For the students, the opportunities the university offers outweigh the risks. Mindanao is the poorest region in the Philippines and MSU is the country's largest university, with 11 campuses dotted all over the island, giving 78,000 students a chance to better their lives through higher education at highly subsidised rates. Dr Macaayong says it is the only university in the Philippines offering an education "practically for free".
Such chances — and aspirations — are not easily given up."Before it opened for enrolment I was actually encouraging some of the students to come back because it’s our university, it’s our second home, and if we don’t come back then there will be no more MSU," says Yvonne Bertiko, a student from eastern Mindanao. "[Without] this university there will be no uni for anyone who can’t afford college."
Helping along the economic development of Mindanao has been an explicit goal of the university since it was founded in 1961. By increasing education levels and prosperity on the island, MSU is also intended to counter the insurgencies that have plagued Mindanao for decades. Poverty has been the key driver of unrest on the island, not least because it has reinforced the sense of discrimination felt by the Muslim population. While Muslims are traditionally looked down on by the Christian majority, economic disenfranchisement is by far the most tangible form of discrimination.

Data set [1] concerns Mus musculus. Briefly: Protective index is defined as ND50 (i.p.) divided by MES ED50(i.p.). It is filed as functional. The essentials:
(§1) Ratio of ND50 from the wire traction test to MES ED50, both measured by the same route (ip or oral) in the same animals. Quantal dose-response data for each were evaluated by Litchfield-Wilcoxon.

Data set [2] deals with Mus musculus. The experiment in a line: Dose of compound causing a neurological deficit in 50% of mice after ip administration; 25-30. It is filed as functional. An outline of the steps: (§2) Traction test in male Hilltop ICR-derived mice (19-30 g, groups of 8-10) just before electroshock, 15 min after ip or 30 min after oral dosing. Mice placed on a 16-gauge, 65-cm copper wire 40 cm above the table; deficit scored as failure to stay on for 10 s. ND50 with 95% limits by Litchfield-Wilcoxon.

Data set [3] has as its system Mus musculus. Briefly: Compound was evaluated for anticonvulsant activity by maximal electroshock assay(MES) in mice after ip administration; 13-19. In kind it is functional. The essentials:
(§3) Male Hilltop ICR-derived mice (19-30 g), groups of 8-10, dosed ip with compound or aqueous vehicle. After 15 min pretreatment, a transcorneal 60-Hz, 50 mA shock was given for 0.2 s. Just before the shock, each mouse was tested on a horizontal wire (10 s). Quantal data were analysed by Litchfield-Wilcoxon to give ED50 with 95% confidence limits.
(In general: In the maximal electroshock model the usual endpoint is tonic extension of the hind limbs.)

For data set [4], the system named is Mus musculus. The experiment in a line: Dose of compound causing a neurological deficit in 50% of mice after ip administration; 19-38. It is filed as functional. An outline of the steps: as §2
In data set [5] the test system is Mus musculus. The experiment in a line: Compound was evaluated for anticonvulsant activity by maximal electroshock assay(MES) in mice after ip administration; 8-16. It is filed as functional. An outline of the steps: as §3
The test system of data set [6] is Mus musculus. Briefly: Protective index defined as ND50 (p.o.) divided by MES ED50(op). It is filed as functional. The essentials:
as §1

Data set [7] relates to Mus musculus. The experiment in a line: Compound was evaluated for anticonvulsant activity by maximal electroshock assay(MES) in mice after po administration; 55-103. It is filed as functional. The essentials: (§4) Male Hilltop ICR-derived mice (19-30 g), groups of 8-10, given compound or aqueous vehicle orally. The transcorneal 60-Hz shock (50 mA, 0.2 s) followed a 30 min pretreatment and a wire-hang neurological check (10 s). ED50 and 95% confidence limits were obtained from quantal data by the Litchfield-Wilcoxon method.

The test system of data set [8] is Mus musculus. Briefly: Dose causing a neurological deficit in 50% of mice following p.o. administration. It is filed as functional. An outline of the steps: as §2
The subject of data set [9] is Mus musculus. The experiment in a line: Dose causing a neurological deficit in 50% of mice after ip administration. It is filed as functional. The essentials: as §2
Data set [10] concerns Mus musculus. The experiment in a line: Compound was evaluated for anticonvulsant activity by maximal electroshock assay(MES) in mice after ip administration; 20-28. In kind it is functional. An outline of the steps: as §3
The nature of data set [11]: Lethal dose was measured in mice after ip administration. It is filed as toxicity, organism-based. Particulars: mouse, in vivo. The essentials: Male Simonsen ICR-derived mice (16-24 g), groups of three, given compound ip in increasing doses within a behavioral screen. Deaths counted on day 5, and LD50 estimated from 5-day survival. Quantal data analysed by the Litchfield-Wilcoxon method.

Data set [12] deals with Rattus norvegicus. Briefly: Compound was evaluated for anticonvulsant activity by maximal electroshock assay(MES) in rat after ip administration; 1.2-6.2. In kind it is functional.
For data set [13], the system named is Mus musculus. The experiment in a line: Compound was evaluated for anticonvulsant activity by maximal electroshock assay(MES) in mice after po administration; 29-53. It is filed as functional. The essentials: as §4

"The mission of the university to be active in promoting peace and development in the Mindanao region. All of our campuses are strategically placed in areas that are conflict-prone, or very poor," says Florencio Recoleto, MSU's vice chancellor for academic affairs.
It is no coincidence that university's main campus is in Marawi, the only city in the Philippines where sharia is applied, which is officially known as the "Islamic City of Marawi".
The Autonomous Region of Muslim Mindanao, or ARMM, is home to about four million people and is also the poorest region in the Philippines. Marawi lies in the middle of the autonomous zone, a vast stretch of jungle on the western shores of Mindanao island.
Whereas in the past Islamist insurgent groups demanded more rights and autonomy for the country's Muslim minority, the insurgencies in the autonomous zone have become markedly jihadist in recent years. The Maute Group is one of several militant outfits seeking to spread terror and link up with extremist groups abroad.
MSU is on the other end of the ideological spectrum. Apart from trying to alleviate the economic grievances that are a root cause of Islamist extremism in the Philippines, it also promotes tolerance and peaceful coexistence.
"If you go into our classrooms you see a very diverse mix of students. You see Muslims and Christians studying and learning together. There is no such thing as tension just because of religious reasons," says Dr Johara Alangca-Aziz, a lecturer at the university.
The university's "special mission" has also inspired its leadership and staff to carry on working in spite of the risks.
"We believe that education is really the solution to extremism," says Aslainee Macatanong, another MSU lecturer. "We cannot just give in to this kind of thing."